Once the home study is complete, American Adoptions will work with the home study provider to ensure the study meets all United States requirements. Depending on the laws of the country you reside in, there may be limitations as to where the home study is valid outside of your country. Please speak to your home study provider to learn if this will affect you.
Step 2: Legal Representation
American Adoptions strongly recommends that couples living outside of the United States speak with an adoption or immigration attorney in the country they reside in to discuss any legal issues that may affect the adoption process, as well as any immigration or citizenship issues that may affect your adoption. Military families should consult with their local JAG office about their adoption plans prior to beginning the adoption process. Couples should seek to retain an attorney with specific knowledge and experience in the steps that will be necessary to bring a child from the United States into the country they reside in. Our agency will require written verification from either legal counsel or an adoption authority in your country verifying that your adoption will be accepted and valid in your country.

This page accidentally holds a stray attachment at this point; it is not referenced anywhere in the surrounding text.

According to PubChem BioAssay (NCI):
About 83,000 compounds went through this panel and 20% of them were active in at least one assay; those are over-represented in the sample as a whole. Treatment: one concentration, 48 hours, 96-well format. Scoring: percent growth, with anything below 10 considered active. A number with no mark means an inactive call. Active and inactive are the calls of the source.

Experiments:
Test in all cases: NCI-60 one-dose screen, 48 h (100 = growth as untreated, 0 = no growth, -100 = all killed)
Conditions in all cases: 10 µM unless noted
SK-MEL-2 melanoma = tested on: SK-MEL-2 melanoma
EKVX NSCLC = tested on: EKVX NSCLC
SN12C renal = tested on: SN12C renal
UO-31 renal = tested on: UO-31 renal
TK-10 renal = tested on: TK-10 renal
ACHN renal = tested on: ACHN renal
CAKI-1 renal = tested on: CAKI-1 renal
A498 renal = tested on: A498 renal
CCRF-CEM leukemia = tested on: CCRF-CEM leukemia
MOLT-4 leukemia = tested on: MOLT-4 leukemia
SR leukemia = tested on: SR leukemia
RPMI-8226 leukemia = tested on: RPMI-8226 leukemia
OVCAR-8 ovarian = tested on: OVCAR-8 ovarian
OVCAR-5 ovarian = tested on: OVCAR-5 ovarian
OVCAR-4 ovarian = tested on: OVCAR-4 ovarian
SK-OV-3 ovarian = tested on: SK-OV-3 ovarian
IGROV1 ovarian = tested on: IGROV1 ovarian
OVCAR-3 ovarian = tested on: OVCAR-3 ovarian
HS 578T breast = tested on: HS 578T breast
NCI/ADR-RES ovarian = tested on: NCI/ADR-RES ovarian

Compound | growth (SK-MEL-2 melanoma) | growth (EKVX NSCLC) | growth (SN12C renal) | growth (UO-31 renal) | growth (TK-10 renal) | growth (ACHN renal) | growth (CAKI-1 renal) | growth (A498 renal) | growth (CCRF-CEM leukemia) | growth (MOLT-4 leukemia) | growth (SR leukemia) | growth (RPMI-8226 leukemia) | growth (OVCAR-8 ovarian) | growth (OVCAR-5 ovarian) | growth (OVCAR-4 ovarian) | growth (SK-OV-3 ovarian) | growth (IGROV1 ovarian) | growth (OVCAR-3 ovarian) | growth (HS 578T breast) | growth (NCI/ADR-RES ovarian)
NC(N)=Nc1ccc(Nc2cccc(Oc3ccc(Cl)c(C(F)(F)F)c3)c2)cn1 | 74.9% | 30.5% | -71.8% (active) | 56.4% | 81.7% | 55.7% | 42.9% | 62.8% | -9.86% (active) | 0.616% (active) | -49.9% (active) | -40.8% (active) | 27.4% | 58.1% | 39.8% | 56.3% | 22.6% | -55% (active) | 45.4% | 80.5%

Step 3: The Adoption Process
Once American Adoptions verifies that your home study meets all United States requirements and we have received your Preliminary Application, your Adoptive Family Profile Kit and your Adoption Planning Questionnaire, you will become an active family with American Adoptions and your profile will begin to be shown to expectant mothers. Your adoption process will then proceed as all other American Adoptions' cases from the time you are active with the agency until being matched with an expectant mother and the placement of the child.
Step 4: Placement/Finalization